Now, I’m not going to start driving or eating corn-fed beef.  I’m still going to try to air dry my clothes whenever the weather and time permits, and tend the worms that eat my food scraps.  Perhaps I should try to get over my guilt when I have to bum a ride, or buy something packaged, but I know the world is still a better place if individuals keep doing the right thing.

Sometimes a little take-out or a plastic tarp gives an activist the personal energy for the big struggle.  The important thing is to continue to support the people who are working for the right things, even if they sometimes can’t maintain every ideal.  So I try to feel good about working with the parents who spend hours in their minivans to drive their kids to a half-dozen activities and lessons every day, because they do also help the more important work at the social level get done.  And I’m not gonna beat myself up for getting a pizza delivered now and again, and I’ll try to keep my guilt-tripping over new electronics purchases to a minimum (after all, we buy and turn over our stuff at a much slower pace than many people I know).  Yes, Gandhi said “be the change you want to see in the world,” but not everyone can be Gandhi all the time (probably not even Gandhi).

The system as it’s currently operating often makes doing the right thing extra difficult, excessively time-consuming, and occasionally dangerous.   It’s the mass movements that can bring about the big shifts we need to transform the culture into something viable for the coming century.

Streets Full of Danger

So you’re walking up one side of a crowded street, running actually, with others running parallel to you, in front and behind, on your right, maybe hundreds in view.  And coming the other way, hundreds more: running fast, wooshing past nearly within arms reach, rarely acknowledging your presence.  And the most disturbing thing of all, you realize, is that each person on this thoroughfare has a gun, pointed roughly in front of them.  The barrels of the guns of those coming the other way seem to look right into you.  And then you register that most of the people passing you or running along on your side seem not to care.  They’re talking on their cell phones, drinking their Grande lattes, fidgeting with their music players, looking to their side or behind them to talk to others, even the kids they’ve got with them, all the while racing ahead with guns pointed toward anyone who happens to be within the wide arc of their forward momentum.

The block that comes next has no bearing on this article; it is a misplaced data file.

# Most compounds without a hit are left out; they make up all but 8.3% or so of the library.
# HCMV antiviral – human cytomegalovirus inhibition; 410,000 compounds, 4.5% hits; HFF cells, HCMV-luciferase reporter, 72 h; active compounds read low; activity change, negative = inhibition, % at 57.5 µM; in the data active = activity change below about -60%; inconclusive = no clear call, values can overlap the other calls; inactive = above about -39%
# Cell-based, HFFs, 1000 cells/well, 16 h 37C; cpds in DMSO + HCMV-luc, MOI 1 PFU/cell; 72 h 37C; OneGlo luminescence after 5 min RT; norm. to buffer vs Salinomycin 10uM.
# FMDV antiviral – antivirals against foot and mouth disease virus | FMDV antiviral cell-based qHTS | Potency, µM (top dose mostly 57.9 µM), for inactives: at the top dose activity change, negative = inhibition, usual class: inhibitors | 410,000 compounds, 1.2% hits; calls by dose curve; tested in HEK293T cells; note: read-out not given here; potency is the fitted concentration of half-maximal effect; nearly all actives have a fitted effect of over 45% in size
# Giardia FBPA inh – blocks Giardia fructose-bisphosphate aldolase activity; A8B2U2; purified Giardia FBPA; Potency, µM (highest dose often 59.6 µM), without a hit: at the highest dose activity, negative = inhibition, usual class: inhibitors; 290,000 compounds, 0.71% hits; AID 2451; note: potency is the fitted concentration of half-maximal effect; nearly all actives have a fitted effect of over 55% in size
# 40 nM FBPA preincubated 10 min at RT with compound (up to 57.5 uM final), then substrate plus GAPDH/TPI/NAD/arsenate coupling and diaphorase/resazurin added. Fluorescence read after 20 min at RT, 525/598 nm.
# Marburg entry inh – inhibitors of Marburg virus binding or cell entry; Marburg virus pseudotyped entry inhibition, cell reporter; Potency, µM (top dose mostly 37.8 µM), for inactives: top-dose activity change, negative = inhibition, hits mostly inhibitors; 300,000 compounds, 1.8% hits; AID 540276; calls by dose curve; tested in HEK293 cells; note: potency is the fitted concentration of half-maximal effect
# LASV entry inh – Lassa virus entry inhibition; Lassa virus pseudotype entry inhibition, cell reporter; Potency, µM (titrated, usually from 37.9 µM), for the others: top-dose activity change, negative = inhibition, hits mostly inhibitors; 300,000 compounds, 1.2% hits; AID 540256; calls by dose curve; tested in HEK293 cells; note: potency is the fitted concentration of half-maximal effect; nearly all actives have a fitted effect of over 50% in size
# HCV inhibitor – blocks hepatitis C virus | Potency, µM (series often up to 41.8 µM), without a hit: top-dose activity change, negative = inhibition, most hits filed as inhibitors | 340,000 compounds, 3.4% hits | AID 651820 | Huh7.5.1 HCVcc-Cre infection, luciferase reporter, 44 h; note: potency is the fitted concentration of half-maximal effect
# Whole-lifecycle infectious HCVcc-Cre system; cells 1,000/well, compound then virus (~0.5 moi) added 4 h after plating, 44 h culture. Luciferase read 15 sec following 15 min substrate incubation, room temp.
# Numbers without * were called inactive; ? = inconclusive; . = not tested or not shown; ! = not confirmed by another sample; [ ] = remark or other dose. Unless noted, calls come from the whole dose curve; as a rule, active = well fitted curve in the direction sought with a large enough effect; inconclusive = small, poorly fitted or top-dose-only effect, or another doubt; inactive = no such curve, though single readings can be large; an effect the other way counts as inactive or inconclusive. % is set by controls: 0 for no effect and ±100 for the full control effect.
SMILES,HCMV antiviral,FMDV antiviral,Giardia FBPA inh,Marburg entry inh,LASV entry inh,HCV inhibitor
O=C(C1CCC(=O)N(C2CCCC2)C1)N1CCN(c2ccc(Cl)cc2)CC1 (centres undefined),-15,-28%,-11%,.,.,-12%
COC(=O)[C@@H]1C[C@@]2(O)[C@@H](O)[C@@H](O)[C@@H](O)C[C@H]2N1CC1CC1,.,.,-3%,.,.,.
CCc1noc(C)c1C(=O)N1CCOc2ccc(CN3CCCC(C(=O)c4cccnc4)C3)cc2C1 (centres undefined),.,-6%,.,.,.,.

If you mostly walk, or ride a bike like I do, then you might know exactly what I’m talking about.  This is the everyday nightmare, that people have become so desensitized to the lethal power they wield every time they run an errand, drop the kids off at school or commute to work.

According to WolframAlpha, there were about 43,400 deaths due to automobile collisions in 2005 (see also Fatal Car Accident, Crash Statistics).  Compare this to the FBI‘s total of 10,100 murders by firearms that same year.  Now, plenty of gun deaths aren’t murders, so the total number killed by guns is higher than that.  Of course, one could argue that between asthma and other respiratory problems aggravated by smog, cardiovascular disease aggravated by traffic stress (oh, you know it’s true), and the long-term effects of pollution and global climate disruption from using internal combustion engines to push around a couple of tons of steel and plastic… cars are responsible for more than just car crash deaths, too.

And people wonder why I won’t get behind the wheel of one of those things. Nobody asks me why I don’t have a gun.

(Thanks to my sweetie, Erik, for the unsettling visual analogy.  Dude’s a genius!)